Drool-Worthy Car Collection
So I drive a Toyota Land Cruiser, which I am a big proponent of, and the cars here at the museum there have been a couple of Ferrari’s and a couple of Bentleys that have been out there, but you can imagine the dirt that gets on them, and low to the ground cars on a dirt road is not great. So…
Tom: Gotcha. I was actually referring to coming to fight night and, as an attendee, part of the deal you get to drive a car.
Bo: Oh, right. Haha. Again, you cannot imagine the number of times people say things like that.
Tom: Let’s talk a little bit about the cars. You have a phenomenal… It’s, as I mentioned, I think, adult playground is about the best way to describe what the Marconi Automotive Museum is.
It’s got to be such a fun place to come on a daily basis. But the cars themselves–you showed me some of them–one-of-a-kinds, really impressive. Talk a little bit about the collection.
Bo: Well, Dick has always been a high-performance street car and race car guy, big Ferrari person. I think we’ve got a pretty good collection of them.
We’ve got to one-of-a-kind Ferraris here in our collection. We have the 53rd car that Enzo Ferrari built. So it goes way back to the 50s. We’ve also got a beautiful Gullwing, show Gullwing which was built about the same time as our 195S Ferrari, which was the 53rd car that Enzo built.
So it’s an eclectic collection. Dick is an eclectic guy. He’s a creative person, and he wanted people to be able to enjoy the cars with no barriers around them.
Millions You Could Touch
So we’ve got cars that are worth, singly, worth millions of dollars, and knock on wood, we have never had anything bad happen because I think the people that come through and see the cars are largely car people.
But even those that aren’t, can appreciate the beauty of them, the color, the shine. We’re modern, we’ve got hard edges, steel, concrete, and they are very respectful of the cars. And Dick has always wanted people to dream.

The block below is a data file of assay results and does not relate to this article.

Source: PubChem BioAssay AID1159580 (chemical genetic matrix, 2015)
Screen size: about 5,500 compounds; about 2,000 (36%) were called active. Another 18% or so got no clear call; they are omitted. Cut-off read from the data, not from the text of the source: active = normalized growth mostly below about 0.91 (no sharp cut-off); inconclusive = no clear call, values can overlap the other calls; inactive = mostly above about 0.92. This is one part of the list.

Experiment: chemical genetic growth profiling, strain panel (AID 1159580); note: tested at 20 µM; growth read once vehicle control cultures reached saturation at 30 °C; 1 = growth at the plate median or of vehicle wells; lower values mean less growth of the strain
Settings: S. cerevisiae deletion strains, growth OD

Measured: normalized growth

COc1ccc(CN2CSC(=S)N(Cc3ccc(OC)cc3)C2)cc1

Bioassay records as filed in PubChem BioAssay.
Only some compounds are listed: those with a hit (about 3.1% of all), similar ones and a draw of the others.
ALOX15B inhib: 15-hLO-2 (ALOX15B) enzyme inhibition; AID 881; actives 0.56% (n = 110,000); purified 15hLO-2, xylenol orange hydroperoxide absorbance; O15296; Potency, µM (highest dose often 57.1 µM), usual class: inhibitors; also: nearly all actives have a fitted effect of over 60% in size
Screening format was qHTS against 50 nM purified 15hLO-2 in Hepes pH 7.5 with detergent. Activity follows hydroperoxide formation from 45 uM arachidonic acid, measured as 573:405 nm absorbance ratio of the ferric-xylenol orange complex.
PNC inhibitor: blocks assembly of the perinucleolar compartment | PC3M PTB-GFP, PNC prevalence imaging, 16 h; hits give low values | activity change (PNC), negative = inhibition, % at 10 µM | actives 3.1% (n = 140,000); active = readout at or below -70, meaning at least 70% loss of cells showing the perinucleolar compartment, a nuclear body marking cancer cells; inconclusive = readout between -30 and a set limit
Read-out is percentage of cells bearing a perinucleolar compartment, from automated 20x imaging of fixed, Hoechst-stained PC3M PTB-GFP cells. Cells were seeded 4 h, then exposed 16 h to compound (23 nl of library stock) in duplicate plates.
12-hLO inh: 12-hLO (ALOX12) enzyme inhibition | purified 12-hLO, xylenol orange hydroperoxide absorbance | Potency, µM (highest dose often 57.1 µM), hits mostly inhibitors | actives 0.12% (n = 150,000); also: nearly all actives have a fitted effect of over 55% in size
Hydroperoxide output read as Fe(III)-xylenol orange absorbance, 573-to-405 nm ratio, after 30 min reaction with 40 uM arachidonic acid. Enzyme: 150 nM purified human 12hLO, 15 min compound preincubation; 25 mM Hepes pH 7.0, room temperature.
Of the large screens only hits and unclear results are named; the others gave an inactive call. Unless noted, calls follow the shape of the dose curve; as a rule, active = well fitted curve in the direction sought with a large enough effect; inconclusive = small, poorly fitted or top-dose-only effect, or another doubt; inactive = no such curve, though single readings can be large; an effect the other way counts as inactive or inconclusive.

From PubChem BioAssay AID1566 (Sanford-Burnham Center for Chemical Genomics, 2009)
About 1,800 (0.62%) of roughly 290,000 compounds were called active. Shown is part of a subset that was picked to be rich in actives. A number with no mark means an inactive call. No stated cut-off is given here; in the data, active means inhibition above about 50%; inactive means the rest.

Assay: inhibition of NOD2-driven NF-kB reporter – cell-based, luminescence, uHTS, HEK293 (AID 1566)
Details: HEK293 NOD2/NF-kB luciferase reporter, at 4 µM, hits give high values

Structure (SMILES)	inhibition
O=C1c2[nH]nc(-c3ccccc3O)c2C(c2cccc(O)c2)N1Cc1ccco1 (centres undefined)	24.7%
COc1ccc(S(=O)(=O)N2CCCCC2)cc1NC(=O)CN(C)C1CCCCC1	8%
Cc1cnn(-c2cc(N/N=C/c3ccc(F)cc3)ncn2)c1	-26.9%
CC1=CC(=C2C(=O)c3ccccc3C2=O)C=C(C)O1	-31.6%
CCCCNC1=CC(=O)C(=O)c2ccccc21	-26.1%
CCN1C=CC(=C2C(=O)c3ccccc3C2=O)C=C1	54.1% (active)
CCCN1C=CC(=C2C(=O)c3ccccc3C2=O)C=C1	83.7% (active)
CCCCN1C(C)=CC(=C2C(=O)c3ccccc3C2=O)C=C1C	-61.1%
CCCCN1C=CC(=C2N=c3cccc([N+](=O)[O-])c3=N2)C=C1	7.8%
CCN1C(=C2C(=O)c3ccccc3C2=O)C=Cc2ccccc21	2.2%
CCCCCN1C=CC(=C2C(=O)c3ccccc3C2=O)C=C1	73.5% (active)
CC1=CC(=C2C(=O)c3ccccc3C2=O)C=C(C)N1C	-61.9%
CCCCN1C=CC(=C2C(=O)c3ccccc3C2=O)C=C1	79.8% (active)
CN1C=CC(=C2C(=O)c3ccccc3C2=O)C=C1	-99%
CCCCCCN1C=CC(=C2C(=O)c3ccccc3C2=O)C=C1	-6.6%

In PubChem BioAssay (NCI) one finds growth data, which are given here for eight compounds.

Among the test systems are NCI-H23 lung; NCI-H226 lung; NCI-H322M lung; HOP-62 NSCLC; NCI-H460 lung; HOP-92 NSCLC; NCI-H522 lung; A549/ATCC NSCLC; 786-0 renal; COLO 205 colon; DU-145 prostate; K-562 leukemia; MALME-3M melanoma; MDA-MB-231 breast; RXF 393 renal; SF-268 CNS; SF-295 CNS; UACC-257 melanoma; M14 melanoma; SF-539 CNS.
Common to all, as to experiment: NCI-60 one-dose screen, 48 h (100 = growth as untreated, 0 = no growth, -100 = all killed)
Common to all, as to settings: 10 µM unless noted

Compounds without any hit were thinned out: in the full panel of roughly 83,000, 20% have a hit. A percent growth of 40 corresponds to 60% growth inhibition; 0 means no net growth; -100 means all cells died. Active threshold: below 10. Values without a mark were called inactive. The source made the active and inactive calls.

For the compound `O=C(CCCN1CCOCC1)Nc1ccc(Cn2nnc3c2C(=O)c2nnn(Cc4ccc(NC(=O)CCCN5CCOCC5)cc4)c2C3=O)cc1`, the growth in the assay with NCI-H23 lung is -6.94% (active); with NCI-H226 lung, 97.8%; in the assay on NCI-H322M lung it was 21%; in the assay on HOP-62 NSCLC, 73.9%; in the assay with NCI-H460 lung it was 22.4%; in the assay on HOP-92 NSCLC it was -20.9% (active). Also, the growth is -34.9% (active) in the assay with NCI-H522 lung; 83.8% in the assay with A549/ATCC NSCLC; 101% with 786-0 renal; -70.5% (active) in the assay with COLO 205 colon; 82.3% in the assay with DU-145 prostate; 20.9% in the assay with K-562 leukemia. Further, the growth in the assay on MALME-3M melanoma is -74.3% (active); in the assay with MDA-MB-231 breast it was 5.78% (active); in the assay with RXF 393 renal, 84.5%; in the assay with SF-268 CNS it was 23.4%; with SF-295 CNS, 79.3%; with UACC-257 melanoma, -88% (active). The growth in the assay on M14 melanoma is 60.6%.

Maybe you see an American muscle car that your dad had when you were a kid, or it’s a car that you wanted to have or, perhaps, did have, or people that have never seen many Ferraris that come and they can see the engines and see the interiors without being held back by barriers.
Tom: And that’s really one of the cool things that I had to ask. Like wait a minute, where’s all the stanchions? Talking about one of the cars that you were pointing out being worth $2-million-dollars by itself, and it’s like I can just touch this thing. That’s that’s kind of crazy.
Bo: Yeah, that is Dick. He wants to share. And of course, we have staff. They’re paying attention, and we, periodically, during events, have to ask people not to lean against the cars when they’re taking selfies. But you know, they’re great.
Tom: So what is the collection cumulatively? What’s the value?
Bo: Well, that’s a good question. I think it’s somewhere in the neighborhood of 30 to 40 million probably.
Tom: And what about the top 1, 2, 3 single value vehicles?
Stories Behind the 7-Figure Rides
Bo: You know, car values change all the time, and we have a great appraiser. He comes in twice a year, after having gone to all the different auctions, and reappraisals the collections.
We’ve got a Formula One car that Michael Schumacher drove the first year that he drove for Ferrari. It’s got a working engine in it, which, normally, you can’t buy Formula One cars with the engines because they have this proprietary information they don’t want anybody to know about.
But Dick bought the entire collection from that year and sold off all the cars and kept this one jewel of a car. So the value in that, you know, I don’t know. Probably a million dollars. We’ve got a Daytona Spyder that was brought into the country when Sonny and Cher were married, and that’s valued in the neighborhood of $2 million by itself.
Tom: That’s a funny story. Let’s share that one.
Bo: So this was in the early 70s, and, you know, I chuckle telling this story because a lot of your people that listen to the podcast probably…
Tom: Weren’t born in the early 70s.